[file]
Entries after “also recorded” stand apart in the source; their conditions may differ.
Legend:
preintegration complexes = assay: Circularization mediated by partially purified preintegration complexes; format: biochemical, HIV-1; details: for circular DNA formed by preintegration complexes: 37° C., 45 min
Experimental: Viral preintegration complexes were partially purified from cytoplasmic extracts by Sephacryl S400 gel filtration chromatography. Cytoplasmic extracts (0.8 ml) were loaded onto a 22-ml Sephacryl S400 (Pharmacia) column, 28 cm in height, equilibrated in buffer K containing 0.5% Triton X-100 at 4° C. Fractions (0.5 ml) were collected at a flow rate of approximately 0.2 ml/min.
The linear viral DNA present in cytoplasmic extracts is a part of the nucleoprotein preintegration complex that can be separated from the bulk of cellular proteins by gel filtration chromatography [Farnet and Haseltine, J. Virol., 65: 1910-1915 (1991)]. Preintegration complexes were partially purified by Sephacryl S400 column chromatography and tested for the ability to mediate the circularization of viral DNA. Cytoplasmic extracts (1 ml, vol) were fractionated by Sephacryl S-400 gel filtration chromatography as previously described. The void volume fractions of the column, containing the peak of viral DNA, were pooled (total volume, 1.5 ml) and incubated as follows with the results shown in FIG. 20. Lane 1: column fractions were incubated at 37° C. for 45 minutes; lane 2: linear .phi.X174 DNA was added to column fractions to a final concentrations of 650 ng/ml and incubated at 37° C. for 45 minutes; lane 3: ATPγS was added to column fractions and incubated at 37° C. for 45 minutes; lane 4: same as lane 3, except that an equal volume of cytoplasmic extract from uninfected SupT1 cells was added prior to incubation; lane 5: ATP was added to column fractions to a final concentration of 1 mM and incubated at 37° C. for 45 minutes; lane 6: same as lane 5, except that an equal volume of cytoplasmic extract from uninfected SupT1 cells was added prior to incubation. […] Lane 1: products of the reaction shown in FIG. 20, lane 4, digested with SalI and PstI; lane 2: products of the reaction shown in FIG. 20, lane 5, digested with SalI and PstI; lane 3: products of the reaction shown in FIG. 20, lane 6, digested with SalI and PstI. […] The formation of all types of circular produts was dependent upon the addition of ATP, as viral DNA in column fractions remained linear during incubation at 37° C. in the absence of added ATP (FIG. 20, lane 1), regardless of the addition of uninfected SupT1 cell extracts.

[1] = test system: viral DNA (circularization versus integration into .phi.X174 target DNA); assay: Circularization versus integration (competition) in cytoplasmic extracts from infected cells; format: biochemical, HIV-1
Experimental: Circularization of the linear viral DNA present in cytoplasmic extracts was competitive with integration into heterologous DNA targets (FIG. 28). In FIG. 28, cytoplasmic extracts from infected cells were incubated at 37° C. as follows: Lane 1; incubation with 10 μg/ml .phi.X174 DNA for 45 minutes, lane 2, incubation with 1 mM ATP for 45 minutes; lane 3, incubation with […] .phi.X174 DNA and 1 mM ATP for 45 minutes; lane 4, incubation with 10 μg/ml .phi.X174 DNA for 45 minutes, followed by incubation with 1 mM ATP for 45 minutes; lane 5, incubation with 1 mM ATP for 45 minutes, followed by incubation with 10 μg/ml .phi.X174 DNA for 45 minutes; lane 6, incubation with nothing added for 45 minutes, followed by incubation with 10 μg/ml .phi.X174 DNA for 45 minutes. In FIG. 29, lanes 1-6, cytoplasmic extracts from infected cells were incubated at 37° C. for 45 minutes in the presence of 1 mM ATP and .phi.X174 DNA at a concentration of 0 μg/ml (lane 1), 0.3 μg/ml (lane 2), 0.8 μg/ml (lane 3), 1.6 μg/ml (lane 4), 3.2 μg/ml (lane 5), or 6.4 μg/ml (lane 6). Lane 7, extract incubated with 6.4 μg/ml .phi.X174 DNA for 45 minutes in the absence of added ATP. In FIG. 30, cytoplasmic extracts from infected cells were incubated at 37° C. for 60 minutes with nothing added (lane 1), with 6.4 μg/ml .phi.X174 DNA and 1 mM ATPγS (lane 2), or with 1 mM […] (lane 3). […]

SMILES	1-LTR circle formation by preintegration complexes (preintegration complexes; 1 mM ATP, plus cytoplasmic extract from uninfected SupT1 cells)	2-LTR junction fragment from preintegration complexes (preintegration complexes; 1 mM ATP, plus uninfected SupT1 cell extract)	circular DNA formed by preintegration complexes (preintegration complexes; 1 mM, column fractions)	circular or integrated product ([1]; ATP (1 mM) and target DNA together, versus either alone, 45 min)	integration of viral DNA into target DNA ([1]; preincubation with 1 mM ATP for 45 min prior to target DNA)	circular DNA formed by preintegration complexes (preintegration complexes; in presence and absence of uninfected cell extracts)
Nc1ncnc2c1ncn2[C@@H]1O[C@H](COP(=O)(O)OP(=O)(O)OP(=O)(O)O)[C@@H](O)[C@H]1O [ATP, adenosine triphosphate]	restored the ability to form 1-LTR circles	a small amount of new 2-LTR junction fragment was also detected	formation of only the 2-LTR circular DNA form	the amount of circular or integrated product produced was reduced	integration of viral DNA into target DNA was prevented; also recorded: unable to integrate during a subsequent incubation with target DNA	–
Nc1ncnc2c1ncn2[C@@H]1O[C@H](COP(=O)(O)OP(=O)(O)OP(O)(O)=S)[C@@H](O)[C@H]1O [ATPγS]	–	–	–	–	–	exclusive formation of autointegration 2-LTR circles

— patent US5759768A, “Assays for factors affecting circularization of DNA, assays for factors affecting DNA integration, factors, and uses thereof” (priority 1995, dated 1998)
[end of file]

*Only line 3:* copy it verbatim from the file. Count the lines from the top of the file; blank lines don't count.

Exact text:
preintegration complexes = assay: Circularization mediated by partially purified preintegration complexes; format: biochemical, HIV-1; details: for circular DNA formed by preintegration complexes: 37° C., 45 min